Sonic Curiosity Logo

Gentle Giant Live in 1976

decorative rule

GENTLE GIANT: Live at the Bicentennial 1976 (double CD on Alucard)

This 2014 release features 94 minutes of classic progrock music recorded live at the Calderone Theatre, in Hempstead, New York, on July 3, 1976.

The band line-up is: Derek Shulman (on lead vocals, saxophone, recorder, bass and drums), Ray Schulman (on bass, violin, drums, acoustic guitar, recorder and backing vocals), Kerry Minnear (on keyboards, cello, vibraphone, xylophone, drums, recorder and backing vocals), Gary Green (on guitar, xylophone, drums, recorder, and backing vocals), and John Weathers (on drums, vibraphone, xylophone, percussion, and backing vocals).

One of the band's strengths lie in their multi-layered vocal harmonies, combining voices into lilting threads that wobble and cavort, chasing complex melodies down unexpected avenues to glorious choral pinnacles.

While flourishing in their own rights, the rest of the instruments blend into a fluid mass that goes way past gestalt to become a wondrous unique unity.

The guitar snarls with a jovial kick, delivering riffs that sneakily creep along in the sonic cracks, almost undetectable until they sidle forth to captivate the stage with their sparkling resonance.

The keyboards pursue shimmering structures that undulate through the mix with sinuous results, infecting everything with a smooth character. On occasion, the keys are nimble-fingered to the max, producing engaging riffs of dazzling complexity.

The drums are strong and driving when necessary, but can switch to delicate twinkling beats to match more pacific passages. The breaking glass rhythms that serve as an intro to "The Runaway" are a classic experience that still satisfies nowadays.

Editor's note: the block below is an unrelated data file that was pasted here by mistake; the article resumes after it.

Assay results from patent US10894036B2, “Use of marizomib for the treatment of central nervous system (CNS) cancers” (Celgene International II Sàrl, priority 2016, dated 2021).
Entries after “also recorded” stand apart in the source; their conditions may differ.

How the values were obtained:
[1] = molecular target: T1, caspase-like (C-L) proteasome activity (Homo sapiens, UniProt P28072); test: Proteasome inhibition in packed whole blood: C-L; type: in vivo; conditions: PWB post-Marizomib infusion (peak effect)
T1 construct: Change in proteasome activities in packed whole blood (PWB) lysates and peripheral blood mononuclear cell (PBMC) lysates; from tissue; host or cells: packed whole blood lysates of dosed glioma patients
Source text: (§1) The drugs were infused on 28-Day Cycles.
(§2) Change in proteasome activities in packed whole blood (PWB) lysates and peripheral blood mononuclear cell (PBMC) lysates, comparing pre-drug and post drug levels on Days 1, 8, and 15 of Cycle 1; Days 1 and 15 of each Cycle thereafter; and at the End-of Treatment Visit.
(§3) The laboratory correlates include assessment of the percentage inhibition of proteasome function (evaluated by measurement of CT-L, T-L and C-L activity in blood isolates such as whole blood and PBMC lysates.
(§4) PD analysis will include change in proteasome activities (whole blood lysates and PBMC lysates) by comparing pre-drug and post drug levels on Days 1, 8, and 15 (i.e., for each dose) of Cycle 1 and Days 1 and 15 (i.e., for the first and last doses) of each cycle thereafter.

The bass contributes vivid chords that rumble with masterful puissance, often adopting a lead vantage rather than lurking in the mix.

The presence of orchestral instruments (violin, recorder, etc) lends the tuneage a cerebral touch that transcends highbrow impressions and nestles in the brain as a pleasant embellishment. While the frequent application of xylophones bestows the music with bouncy jubilation.

These compositions combine rollicking rock with overwhelming progressive sentiments, tossing in a bit of folk and Celtic influences for good measure (long before it was fashionable). A dedication to intricate structure and a predilection for switching time signatures without warning are keynote elements in this music. This unpredictability establishes a delightful freedom without deviating from the melodies-at-hand.

The band is in fine form as they present a selection of their now-classic tuneage; included are "Timing" with a fevered extra-long violin solo, and the Jamaican-influenced "Give It Back" (these tunes were rarely in the band's live repertoire), and a 17 minute selection of material from Octopus.

decorative rule
Entire page © 2015 Matt Howarth.
All rights reserved.
Webpage design by Stasy